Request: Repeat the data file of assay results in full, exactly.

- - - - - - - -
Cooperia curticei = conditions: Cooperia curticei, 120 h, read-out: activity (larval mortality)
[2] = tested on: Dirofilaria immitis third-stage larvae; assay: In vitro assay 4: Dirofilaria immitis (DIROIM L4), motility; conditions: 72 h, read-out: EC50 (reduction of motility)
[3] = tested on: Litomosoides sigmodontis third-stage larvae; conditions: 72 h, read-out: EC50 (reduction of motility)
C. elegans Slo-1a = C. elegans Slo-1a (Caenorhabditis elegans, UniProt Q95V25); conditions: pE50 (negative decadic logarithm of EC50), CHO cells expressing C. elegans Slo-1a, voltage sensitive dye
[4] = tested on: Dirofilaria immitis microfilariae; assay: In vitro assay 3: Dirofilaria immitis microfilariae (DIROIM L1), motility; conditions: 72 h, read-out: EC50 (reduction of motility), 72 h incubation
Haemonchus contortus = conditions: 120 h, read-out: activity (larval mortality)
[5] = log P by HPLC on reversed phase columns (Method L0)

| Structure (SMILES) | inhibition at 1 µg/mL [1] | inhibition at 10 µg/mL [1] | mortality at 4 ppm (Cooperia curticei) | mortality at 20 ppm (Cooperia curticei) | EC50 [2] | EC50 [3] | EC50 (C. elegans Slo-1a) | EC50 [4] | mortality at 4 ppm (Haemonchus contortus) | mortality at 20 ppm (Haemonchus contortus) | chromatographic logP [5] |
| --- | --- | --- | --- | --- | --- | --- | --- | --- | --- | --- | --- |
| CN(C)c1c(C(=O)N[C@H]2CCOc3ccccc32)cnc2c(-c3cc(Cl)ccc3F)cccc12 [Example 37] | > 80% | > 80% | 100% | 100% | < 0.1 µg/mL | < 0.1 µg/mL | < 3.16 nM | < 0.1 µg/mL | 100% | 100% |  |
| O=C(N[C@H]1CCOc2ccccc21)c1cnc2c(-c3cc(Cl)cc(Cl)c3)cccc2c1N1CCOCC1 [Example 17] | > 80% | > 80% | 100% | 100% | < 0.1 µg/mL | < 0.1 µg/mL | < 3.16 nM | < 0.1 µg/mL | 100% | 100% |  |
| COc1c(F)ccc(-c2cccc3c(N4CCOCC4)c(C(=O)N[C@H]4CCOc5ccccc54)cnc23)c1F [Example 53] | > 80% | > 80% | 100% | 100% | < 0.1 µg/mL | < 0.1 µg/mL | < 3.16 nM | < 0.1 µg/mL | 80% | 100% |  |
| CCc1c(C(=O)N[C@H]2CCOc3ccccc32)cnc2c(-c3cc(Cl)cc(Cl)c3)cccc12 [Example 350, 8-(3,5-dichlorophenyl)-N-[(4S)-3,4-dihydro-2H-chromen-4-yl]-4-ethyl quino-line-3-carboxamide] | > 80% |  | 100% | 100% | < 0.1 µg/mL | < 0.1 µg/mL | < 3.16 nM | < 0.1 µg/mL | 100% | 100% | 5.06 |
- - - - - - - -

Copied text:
Cooperia curticei = conditions: Cooperia curticei, 120 h, read-out: activity (larval mortality)
[2] = tested on: Dirofilaria immitis third-stage larvae; assay: In vitro assay 4: Dirofilaria immitis (DIROIM L4), motility; conditions: 72 h, read-out: EC50 (reduction of motility)
[3] = tested on: Litomosoides sigmodontis third-stage larvae; conditions: 72 h, read-out: EC50 (reduction of motility)
C. elegans Slo-1a = C. elegans Slo-1a (Caenorhabditis elegans, UniProt Q95V25); conditions: pE50 (negative decadic logarithm of EC50), CHO cells expressing C. elegans Slo-1a, voltage sensitive dye
[4] = tested on: Dirofilaria immitis microfilariae; assay: In vitro assay 3: Dirofilaria immitis microfilariae (DIROIM L1), motility; conditions: 72 h, read-out: EC50 (reduction of motility), 72 h incubation
Haemonchus contortus = conditions: 120 h, read-out: activity (larval mortality)
[5] = log P by HPLC on reversed phase columns (Method L0)

| Structure (SMILES) | inhibition at 1 µg/mL [1] | inhibition at 10 µg/mL [1] | mortality at 4 ppm (Cooperia curticei) | mortality at 20 ppm (Cooperia curticei) | EC50 [2] | EC50 [3] | EC50 (C. elegans Slo-1a) | EC50 [4] | mortality at 4 ppm (Haemonchus contortus) | mortality at 20 ppm (Haemonchus contortus) | chromatographic logP [5] |
| --- | --- | --- | --- | --- | --- | --- | --- | --- | --- | --- | --- |
| CN(C)c1c(C(=O)N[C@H]2CCOc3ccccc32)cnc2c(-c3cc(Cl)ccc3F)cccc12 [Example 37] | > 80% | > 80% | 100% | 100% | < 0.1 µg/mL | < 0.1 µg/mL | < 3.16 nM | < 0.1 µg/mL | 100% | 100% |  |
| O=C(N[C@H]1CCOc2ccccc21)c1cnc2c(-c3cc(Cl)cc(Cl)c3)cccc2c1N1CCOCC1 [Example 17] | > 80% | > 80% | 100% | 100% | < 0.1 µg/mL | < 0.1 µg/mL | < 3.16 nM | < 0.1 µg/mL | 100% | 100% |  |
| COc1c(F)ccc(-c2cccc3c(N4CCOCC4)c(C(=O)N[C@H]4CCOc5ccccc54)cnc23)c1F [Example 53] | > 80% | > 80% | 100% | 100% | < 0.1 µg/mL | < 0.1 µg/mL | < 3.16 nM | < 0.1 µg/mL | 80% | 100% |  |
| CCc1c(C(=O)N[C@H]2CCOc3ccccc32)cnc2c(-c3cc(Cl)cc(Cl)c3)cccc12 [Example 350, 8-(3,5-dichlorophenyl)-N-[(4S)-3,4-dihydro-2H-chromen-4-yl]-4-ethyl quino-line-3-carboxamide] | > 80% |  | 100% | 100% | < 0.1 µg/mL | < 0.1 µg/mL | < 3.16 nM | < 0.1 µg/mL | 100% | 100% | 5.06 |